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Digital High Impact Programme gets $3 million govt funding

Digital High Impact Programme gets $3 million govt funding

Public and private sector-led pitch to help Kiwi tech companies grow globally

The Digital Technology (High Impact Programme) – with $3 million government funding – was launched last week to help New Zealand’s digital technology companies grow internationally.

The money is allotted over the next three years for the programme that will be run by the NZ Trade and Enterprise, NZTech, the industry associated chaired by Bennett Medary and Candace Kinser as CEO, and Callaghan Innovation.

“How can we create a blueprint for a digital nation? That is our aspiration, to be seen as a tech savvy sustainable and leading the world when it comes to technology,” says David Downs, general manager, products and services at the NZ Trade and Enterprise, during the launch in Auckland.

David Downs (NZTE), Candace Kinser (NZTech) and Jonathan Miller (Callaghan Innovation) at the launch of the Digital Technology High Impact Programme.
David Downs (NZTE), Candace Kinser (NZTech) and Jonathan Miller (Callaghan Innovation) at the launch of the Digital Technology High Impact Programme.

Downs, a former Microsoft executive, points out New Zealand's tech companies are breaking growth records and supporting the Government’s Business Growth Agenda target to increase exports from 30 per cent to 40 per cent of GDP by 2025.

He says some of the key themes the group will look at include taking the concept of the NZ Launching Pad in Asia or Australia. The Kiwi Landing Pad was established two years ago in San Francisco to help selected high growth New Zealand technology companies grow their business in the United States. It is supported by NZ tech investors and the Ministry of Business, Innovation and Employment.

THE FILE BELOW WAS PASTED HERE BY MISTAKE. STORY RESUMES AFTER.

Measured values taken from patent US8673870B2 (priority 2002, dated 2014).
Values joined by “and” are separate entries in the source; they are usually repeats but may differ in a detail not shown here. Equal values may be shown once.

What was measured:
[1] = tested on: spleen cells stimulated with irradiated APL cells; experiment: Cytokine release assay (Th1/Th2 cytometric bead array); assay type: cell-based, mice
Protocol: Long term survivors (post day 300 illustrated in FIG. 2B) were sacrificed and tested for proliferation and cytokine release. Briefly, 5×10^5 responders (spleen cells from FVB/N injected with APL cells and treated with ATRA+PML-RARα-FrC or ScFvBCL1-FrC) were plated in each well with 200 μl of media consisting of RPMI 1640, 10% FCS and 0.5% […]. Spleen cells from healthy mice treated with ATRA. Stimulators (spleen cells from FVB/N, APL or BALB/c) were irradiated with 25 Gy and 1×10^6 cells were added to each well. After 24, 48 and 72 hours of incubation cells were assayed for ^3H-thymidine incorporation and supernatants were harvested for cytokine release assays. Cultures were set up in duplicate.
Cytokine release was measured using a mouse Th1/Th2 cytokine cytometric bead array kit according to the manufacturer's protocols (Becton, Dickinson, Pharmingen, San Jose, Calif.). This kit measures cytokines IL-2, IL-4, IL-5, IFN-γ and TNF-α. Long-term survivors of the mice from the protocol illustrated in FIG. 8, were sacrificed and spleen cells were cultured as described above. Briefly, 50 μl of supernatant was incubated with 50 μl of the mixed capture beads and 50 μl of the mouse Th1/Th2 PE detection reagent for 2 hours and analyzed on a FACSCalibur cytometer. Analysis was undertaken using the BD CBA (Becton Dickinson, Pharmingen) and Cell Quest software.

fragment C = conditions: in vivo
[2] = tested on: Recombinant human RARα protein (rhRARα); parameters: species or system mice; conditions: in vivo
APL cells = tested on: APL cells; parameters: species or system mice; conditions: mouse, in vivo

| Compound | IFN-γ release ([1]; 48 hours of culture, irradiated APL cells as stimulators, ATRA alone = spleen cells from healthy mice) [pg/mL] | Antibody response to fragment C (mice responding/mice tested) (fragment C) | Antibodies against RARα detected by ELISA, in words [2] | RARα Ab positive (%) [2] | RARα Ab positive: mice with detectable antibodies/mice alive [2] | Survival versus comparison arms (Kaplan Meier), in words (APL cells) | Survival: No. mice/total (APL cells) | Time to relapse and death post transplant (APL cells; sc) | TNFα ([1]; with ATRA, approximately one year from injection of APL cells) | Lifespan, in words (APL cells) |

How can we create a blueprint for a digital nation?

David Downs, NZTE

Downs says another approach is to look at “clusters” or groups of organisations that can work together. He says one such example is the Security Technology Alliance composed of “four strong NZ companies that share similar market interests”.

The alliance members – Gallagher, Tait Communications, Wynyard Group and Endace – deliver a range of security products and services for managing criminal intelligence, cyber security, critical communications and physical security.

“If we group together and attack the market together, we can get better leverage, and if government will work with us we can use its mandate, or imprimatur, to get access to the US market,” says Downs.

A key component to be tackled, however, is the reported skills shortage in the technology sector. He says recent estimates point to up to a shortage of up to 10,000 people in the ICT industry. “We are going to focus on, how can organisations come together to really drive home this capability gap?”

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